Last night in icy rainy Brooklyn there was a discussion and party for Jack Ross's new book Rabbi Outcast, sponsored by the wonderful group Brooklyn for Peace. First Ross read a brilliant essay about the role of Jewish nationalism in American Jewish life, and then there were responders.
I am going to pull out three important statements from last night's hoe-down. The first is a speech by Abdeen Jabara, the legendary Arab-American lawyer and activist (and a great soul if ever there was one). The second is from Jack Ross himself on the Iran threat. The third is from Leonard Rodberg, a professor at Queens College, speaking on anti-Semitism as the context for the rise of Zionism in the U.S.
1. Jabara on how Gaza has vindicated Elmer Berger.
Jabara was a friend of the late Berger and said, "I think Elmer Berger would be tremendously enthused by what is happening today." Jabara can say as much because of two different events in Israeli history.
After the 1967 war, the Zionists felt incredible “hubris and joy.” And anyone who questioned the Zionist narrative experienced “tremendous pressure.”
"I had come back from a year in Lebanon and opened a law practice in Michigan, and Americans celebrated the Israeli victory as the Israelis themselves did."
Berger never wavered. He never changed. And he paid for that resolution. (Another speaker, Leonard Sussman, said that Berger's opposition to the '67 War led to his being forced out of the leadership of the American Council for Judaism).
Fast forward to the attack on Gaza of 08-09. The picture was entirely different, Jabara said. The frontline states were no longer a threat. Egypt had a treaty with Israel, so did Jordan. The Arab countries were in disarray. The US controlled the Gulf States. The situation looked entirely bleak to the Palestinians, and the loss of life in Gaza was incredible.
"I think more than anything else, anti-Zionism got a shot in the arm because of Gaza. Because it revealed the Zionist project was not about creating a safe home for the Jews. It was expansionist, and brutal, and persecutory, and the Palestinians were isolated.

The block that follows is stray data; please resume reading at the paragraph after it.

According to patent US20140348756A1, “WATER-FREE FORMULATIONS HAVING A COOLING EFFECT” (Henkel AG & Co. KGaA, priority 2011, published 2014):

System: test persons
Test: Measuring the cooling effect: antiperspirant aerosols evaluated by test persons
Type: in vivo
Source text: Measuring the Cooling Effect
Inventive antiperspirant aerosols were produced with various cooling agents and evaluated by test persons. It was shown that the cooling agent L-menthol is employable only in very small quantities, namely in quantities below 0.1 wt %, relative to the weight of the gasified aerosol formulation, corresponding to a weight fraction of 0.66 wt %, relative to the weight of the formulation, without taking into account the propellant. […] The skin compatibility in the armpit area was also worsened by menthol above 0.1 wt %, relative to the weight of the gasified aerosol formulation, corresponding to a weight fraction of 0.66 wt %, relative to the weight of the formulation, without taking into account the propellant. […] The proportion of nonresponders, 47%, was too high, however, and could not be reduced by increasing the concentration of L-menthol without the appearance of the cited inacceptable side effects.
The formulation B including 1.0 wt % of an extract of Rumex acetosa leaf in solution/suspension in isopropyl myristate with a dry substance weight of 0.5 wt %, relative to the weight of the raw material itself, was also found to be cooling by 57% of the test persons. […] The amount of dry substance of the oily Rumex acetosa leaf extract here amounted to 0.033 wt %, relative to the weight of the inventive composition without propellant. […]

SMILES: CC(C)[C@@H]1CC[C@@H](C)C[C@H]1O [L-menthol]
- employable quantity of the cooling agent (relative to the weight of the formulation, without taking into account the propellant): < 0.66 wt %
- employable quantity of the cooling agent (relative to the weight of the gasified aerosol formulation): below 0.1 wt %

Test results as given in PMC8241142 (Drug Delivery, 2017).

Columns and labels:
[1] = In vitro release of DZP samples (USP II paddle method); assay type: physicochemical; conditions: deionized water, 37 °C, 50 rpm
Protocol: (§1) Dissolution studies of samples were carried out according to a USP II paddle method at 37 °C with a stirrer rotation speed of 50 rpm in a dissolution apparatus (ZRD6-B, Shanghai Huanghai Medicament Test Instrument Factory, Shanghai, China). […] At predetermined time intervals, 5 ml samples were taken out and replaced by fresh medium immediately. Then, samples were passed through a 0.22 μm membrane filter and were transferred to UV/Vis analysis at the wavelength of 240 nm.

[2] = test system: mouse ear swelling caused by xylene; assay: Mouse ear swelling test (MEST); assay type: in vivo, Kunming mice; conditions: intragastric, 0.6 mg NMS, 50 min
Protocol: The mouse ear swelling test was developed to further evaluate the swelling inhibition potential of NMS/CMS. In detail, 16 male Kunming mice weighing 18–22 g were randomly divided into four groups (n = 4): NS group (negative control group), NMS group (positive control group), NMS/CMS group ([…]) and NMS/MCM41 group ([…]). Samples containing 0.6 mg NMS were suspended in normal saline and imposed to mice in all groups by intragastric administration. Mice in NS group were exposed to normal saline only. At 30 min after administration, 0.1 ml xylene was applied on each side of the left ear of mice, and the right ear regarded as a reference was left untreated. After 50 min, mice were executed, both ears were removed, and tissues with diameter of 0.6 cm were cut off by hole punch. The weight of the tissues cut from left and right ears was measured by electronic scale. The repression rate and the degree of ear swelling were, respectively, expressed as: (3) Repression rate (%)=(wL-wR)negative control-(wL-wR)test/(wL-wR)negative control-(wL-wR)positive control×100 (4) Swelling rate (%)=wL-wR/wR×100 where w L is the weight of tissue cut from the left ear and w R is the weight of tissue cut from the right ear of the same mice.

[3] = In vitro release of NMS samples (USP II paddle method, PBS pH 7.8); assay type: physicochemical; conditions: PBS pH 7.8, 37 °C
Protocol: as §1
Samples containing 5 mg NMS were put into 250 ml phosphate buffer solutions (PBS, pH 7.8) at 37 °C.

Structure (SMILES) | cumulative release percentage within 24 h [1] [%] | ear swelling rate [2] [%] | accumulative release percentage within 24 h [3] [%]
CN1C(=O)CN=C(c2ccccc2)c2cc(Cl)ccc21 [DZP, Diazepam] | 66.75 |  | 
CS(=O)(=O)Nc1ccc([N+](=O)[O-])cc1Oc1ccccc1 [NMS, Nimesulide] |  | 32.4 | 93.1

“There was no one to support them. I think that’s the difference.”
(Alas these are not complete notes. I was sitting next to Jabara as he spoke. The tremendous compassion for the Palestinians being pounded to smithereens in '08-'09 with no one not even our great president-elect to speak up for them was moving. I think we sometimes forget what a gamechanger this has been inside the American discourse, and the Jewish one.)
2. Jack Ross statement on Iran.
"As for current events in Zionism.... well, it is all about desperation. Now it is about desperation to start some kind of war with Iran.
"The Israeli obsession with Iran is not rational and cannot be understood in rational terms. Iran is simply a scapegoat for all of Israel’s problems."
3. Leonard Rodberg's statement on the postwar context of anti-Zionism.
Rodberg grew up in Baltimore (where he went to the rival high school to mine) and was bar mitzvah'd by anti-Zionist rabbi Morris Lazaron. In fact, Rodberg was briefly himself a member of the anti-Zionist American Council for Judaism because of his relationship to Lazaron.
The context for the American Jewish relationship to Zionism was anti-Semitism, he said. On one side that produced "a concern about dual loyalty." The appeal of anti-Zionism drew on a fear that if a Jewish state were established, it would undermine the credibility of Jewish patriotism in the eyes of other Americans, and so foster a wave of anti-semitism. Remember, this was the time of the Gentlemen's Agreement.
And the opposition to the anti-Zionists-- and therefore the appeal of the Zionists-- well, Rodberg said that anti-Zionists were seen after the war as "standing in the way of the Jewish remnant finding a place in the world." The decimated Jews of Europe could only go to South America, and to Palestine. The anti-Zionists were seen as denying them that out.
"In 1948 my rabbi was thrown out of the congregation and replaced. I never saw the ACJ presence again....
"Today, Israel is the embodiment of American Zionism. But in '45 there was a moment of real anxiety about the identity of Jews in America."